“So, I know what it means when Governor Murphy and many of you in the Legislature have said that healthcare is a basic human right; for me, that belief is personal,” he said.
The commissioners also stressed the impact of their families, especially youngsters, on their work. Johnson, who grew up in Cape May County, thanked her husband and parents and said she hoped to serve as an example to her nieces and nephews and other Garden State kids. Elnahal, whose family immigrated from Egypt to settle in Atlantic County, introduced to the committee his wife Marwa, who is nine months pregnant with their second child, and other members of his family.
“My chief of staff, principal deputy, and deputy commissioner all have young children and are committed to achieving better health outcomes for New Jersey residents,” Elnahal added, echoing a sentiment he shared in his firstnewsletter, published last month.
A number of neware already underway, the commissioners noted. Johnson praised Murphy’s decision to commit an additional $7.4 million annually to women’s healthcare services, expand access to Medicaid for family planning services and improve options for Medicaid patients who are seeking long-acting birth control, initiatives the new governor outlined during his first bill signing last month.
Elnahal shared concerns about the state’s medical marijuana program and said he was eager to see the conclusions of a panel now studying the issue; he is also waiting on a review of the state’s psychiatric hospitals, which some have criticized for being overcrowded and unsafe, and has committed to continue state efforts to protect children against lead poisoning. Next up include a review of the regulations surrounding outpatient surgery centers, which have come under scrutiny in recent news reports, and an assessment of palliative care, he added.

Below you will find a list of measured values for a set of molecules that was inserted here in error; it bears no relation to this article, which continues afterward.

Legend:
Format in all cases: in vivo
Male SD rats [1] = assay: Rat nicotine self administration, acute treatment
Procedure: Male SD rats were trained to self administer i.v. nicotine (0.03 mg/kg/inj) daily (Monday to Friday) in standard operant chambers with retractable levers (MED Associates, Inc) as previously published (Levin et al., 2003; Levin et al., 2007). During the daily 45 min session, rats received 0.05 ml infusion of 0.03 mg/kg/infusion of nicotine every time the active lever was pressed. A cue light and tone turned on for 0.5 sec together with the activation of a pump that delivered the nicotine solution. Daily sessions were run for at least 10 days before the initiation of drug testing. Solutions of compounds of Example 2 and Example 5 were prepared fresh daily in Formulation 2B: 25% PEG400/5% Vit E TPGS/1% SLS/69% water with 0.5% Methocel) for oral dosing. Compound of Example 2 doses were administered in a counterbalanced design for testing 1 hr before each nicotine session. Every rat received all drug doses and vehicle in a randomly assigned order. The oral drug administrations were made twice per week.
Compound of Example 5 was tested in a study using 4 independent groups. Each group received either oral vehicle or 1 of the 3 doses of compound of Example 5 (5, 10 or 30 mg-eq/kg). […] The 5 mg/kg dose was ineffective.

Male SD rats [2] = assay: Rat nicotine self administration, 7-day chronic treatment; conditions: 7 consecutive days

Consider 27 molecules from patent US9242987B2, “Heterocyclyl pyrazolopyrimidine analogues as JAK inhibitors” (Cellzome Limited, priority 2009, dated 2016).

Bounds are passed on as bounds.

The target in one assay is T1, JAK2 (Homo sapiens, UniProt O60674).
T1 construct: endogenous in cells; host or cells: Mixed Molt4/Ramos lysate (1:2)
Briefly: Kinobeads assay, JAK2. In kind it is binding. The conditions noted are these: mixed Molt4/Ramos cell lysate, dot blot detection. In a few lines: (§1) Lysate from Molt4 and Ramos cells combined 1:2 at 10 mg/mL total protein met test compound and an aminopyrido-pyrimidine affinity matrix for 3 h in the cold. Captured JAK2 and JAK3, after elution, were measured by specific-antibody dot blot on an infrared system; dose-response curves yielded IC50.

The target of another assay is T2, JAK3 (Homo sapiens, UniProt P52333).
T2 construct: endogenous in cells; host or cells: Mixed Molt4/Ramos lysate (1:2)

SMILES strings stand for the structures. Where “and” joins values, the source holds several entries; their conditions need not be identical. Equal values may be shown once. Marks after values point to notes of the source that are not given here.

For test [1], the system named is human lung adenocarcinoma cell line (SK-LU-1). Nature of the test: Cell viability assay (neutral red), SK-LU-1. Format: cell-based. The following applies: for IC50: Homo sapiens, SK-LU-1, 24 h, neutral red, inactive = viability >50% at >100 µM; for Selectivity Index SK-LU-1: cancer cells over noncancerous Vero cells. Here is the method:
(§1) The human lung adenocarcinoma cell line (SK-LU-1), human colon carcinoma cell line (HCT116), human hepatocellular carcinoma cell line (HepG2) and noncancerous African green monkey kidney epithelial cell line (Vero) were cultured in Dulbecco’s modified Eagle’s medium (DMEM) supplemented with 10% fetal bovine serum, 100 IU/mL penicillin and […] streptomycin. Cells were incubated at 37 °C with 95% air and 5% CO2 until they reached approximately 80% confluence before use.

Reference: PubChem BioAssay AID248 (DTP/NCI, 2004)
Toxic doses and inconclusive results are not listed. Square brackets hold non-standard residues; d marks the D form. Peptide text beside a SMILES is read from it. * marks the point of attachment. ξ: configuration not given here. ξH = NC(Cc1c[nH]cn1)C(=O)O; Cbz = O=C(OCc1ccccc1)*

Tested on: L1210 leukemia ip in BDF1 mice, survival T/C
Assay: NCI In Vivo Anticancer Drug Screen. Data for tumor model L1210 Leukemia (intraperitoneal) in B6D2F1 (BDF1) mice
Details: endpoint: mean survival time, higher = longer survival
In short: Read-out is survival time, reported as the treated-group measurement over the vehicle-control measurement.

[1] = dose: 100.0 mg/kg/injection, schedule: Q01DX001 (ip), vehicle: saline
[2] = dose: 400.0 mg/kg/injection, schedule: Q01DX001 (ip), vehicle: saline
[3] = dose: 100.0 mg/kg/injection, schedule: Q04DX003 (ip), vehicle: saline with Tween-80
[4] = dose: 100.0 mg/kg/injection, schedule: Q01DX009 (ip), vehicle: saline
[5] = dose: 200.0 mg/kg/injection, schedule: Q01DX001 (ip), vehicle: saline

Weinberg urged him to revisit how the DOH inspects acute-care hospitals, and Sen. Michael Doherty (R-Warren) pressed him on licensing practices as they relate to, a potentially life-saving procedure to reduce cardiovascular risk. Some community hospitals have questioned the state’s policy on permitting this potentially life-saving practice, which they said favors larger healthcare systems.
Sen. Nick Scutari (D-Union), the committee chairman, asked Elnahal about legislative proposals to reduce the impact of surprise, or out-of-network, health insurance bills. The commissioner agreed this was a priority but said the administration has not yet “come to a consensus” on which proposal is preferable.
Many of the questions for Elnahal, who testified for close to an hour, involved marijuana policy. Weinberg stressed the need to improve the state’s medical marijuana policy, something the commissioner agreed was critical. “We’re going to be recommending a lot of changes that will improve patient access,” he said.
Scutari, who has led the charge on legalizing pot, asked about the potential benefits of commercial access to the drug and wondered about its impact on treating pain, as an alternative to opioids, which contribute to nearly 2,000 deaths a year in New Jersey. Sen. Gerald Cardinale (R-Union), on the other hand, questioned the potential downside of legalizing pot, including whether it serves as a “gateway drug” to harder substances.
Elnahal said while some studies have shown an association between marijuana use and other drugs, new research from Colorado, where pot is commercially available, points to a decline in opiate use.
“Of course, there are risks with the use of marijuana, as there are with many of the drugs we prescribe, opioids included,” he told Cardinale. But the new studies are “certainly encouraging. Hopefully it can be one of the tools we use to reduce opioid prescriptions,” he added.
The Judiciary Committee also approved the nomination offor commissioner of the state Department of Labor and Workforce Development. Asaro-Angelo, a New Jersey native, also served in the Obama administration, in the federal Department of Labor.